Rebellion to Tyrants is Obedience to God

  8. #8
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    I have used a product called Pro Custom Oil by Gunsavr products sold by Brownells. it' is a mix of Tung oil and polyurethane. The tung oil really brings out the grain and the urethane gives it a tough repairable finish. Here is a browning 525 that I refinished for a friend of mine.
    Last edited by fecmech; 09-15-2011 at 12:47 PM.
    "The ultimate result of shielding men from the effects of folly is to fill the world with fools."
    Herbert Spencer (1891)

  9. #9
    Boolit Master
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    Nice, fecmech. I've used tung oil a bunch, and like it. I'll have to try the gunsavr
    product.

  10. #10
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    22 coats of watery thin poly finish.
    Takes about 1 month to achieve this finish.
    It is just as tough as it is beautiful.


  11. #11
    Boolit Master Heavy lead's Avatar
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    Wow Ben, that's just beautiful.

  12. #12
    Boolit Master uscra112's Avatar
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    If absolute avoidance of moisture intake is the criterion, don't use wood at all. Synthetics are far better.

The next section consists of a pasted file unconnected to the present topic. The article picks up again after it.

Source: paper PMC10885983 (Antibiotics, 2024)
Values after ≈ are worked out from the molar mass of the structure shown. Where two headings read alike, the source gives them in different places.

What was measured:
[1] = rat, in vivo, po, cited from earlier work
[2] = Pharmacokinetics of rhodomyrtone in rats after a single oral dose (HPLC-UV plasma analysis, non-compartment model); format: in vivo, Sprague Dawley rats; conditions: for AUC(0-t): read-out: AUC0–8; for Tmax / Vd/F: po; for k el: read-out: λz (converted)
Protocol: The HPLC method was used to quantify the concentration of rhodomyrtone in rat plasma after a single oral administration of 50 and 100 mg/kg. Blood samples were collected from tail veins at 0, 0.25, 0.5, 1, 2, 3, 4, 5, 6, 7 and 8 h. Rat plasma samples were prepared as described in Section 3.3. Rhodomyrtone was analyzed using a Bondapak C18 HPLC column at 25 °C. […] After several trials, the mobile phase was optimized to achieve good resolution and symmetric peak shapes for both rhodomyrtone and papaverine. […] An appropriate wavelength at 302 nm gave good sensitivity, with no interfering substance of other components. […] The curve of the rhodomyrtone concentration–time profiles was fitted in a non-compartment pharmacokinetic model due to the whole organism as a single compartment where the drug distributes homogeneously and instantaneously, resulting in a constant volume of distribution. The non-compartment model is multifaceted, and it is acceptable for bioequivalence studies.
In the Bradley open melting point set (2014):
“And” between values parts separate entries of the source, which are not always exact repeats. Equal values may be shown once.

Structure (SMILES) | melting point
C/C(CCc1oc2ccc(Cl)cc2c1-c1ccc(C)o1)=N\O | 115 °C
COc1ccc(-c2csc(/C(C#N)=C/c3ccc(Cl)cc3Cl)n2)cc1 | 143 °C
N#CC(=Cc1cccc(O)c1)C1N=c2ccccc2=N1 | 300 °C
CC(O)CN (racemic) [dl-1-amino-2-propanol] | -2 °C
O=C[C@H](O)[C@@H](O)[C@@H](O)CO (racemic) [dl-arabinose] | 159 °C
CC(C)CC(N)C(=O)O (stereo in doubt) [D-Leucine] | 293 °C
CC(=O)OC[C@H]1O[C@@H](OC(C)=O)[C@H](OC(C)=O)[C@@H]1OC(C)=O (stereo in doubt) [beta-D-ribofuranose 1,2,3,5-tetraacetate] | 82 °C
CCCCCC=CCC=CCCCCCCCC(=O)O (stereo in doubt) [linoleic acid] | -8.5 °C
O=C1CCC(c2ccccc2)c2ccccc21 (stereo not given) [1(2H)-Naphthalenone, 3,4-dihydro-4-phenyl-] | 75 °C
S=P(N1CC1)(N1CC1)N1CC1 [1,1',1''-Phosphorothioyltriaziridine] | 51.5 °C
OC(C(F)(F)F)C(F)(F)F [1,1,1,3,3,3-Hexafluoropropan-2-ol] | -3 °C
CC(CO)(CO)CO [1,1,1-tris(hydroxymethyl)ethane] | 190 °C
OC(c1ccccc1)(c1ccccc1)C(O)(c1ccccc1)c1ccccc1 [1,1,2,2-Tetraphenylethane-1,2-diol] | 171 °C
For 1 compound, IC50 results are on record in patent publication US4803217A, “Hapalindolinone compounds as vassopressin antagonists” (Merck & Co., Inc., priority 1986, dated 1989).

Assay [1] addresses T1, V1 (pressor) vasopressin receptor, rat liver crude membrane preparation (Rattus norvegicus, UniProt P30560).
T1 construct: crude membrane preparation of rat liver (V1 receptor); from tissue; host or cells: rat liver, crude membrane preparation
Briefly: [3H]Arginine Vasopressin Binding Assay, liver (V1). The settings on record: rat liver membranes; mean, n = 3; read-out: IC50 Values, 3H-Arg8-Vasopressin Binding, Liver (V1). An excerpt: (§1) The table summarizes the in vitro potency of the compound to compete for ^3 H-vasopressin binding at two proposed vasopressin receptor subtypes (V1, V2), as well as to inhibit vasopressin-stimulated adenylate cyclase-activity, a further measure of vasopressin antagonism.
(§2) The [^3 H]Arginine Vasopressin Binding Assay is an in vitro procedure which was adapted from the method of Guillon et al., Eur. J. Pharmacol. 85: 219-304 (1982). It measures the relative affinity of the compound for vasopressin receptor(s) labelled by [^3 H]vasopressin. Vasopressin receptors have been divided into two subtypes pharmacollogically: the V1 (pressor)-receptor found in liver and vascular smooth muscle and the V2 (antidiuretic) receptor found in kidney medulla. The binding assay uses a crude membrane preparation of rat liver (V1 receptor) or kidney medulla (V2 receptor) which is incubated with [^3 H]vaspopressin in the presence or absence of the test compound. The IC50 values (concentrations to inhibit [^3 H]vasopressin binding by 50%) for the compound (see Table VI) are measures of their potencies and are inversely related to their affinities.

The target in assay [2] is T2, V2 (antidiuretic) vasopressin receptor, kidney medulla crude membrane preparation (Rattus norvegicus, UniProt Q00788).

I remember that A.R. article, but still prefer linseed oil for the beauty of it. And the repairability. I can make a scratch on an oil finish disappear completely without having to refinish all or a large part of the stock. Can't do that with polyurethane!

    Dealing with dust when spraying any kind of "paint" finish is crucial, and may be beyond the ability of a hobbyist restorer. Another reason I like oil.
    So long, and thanks for all the fish.

  13. #13
    Boolit Master
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    Unless you have skills on par with Ben, (which I don't) I have used "Helmsman Spar Urethane" to good effect. Comes in a spray. There is a skill of sorts to using a spray finish. Take you time, sand lightly between coats and finish off with steel wool.

  14. #14
    Boolit Master
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    I used tru-oil on an M1 stock that had a really nice tiger stripe grain pattern, Came out really sweet, Dont know how the finish would hold up in the weather.

  15. #15
    Moderator Emeritus/Boolit Master in Heavens Range
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    Spar varnishes are good choices for gun stocks. I've used them, and they work well. They were originally made to protect the wooden spars of ocean-going sailing ships, so you can be sure they are weather and water resistant. Any polyurethane finish will do well too, but chose a polymer based on "IPDI" (isophorone diisocyanate) instead of "TDI" (toluene diisocyanate) if you can. They will both give you great protective films, but the IPDI polymers are FAR more resistant to UV degradation from sunlight.

    NO oil based finish (linseed, tung, etc) will give really good moisture resistance. Adding a polyurethane to an oil finish will upgrade their water resistance in proportion to the percentage of polyurethane in the vehicle.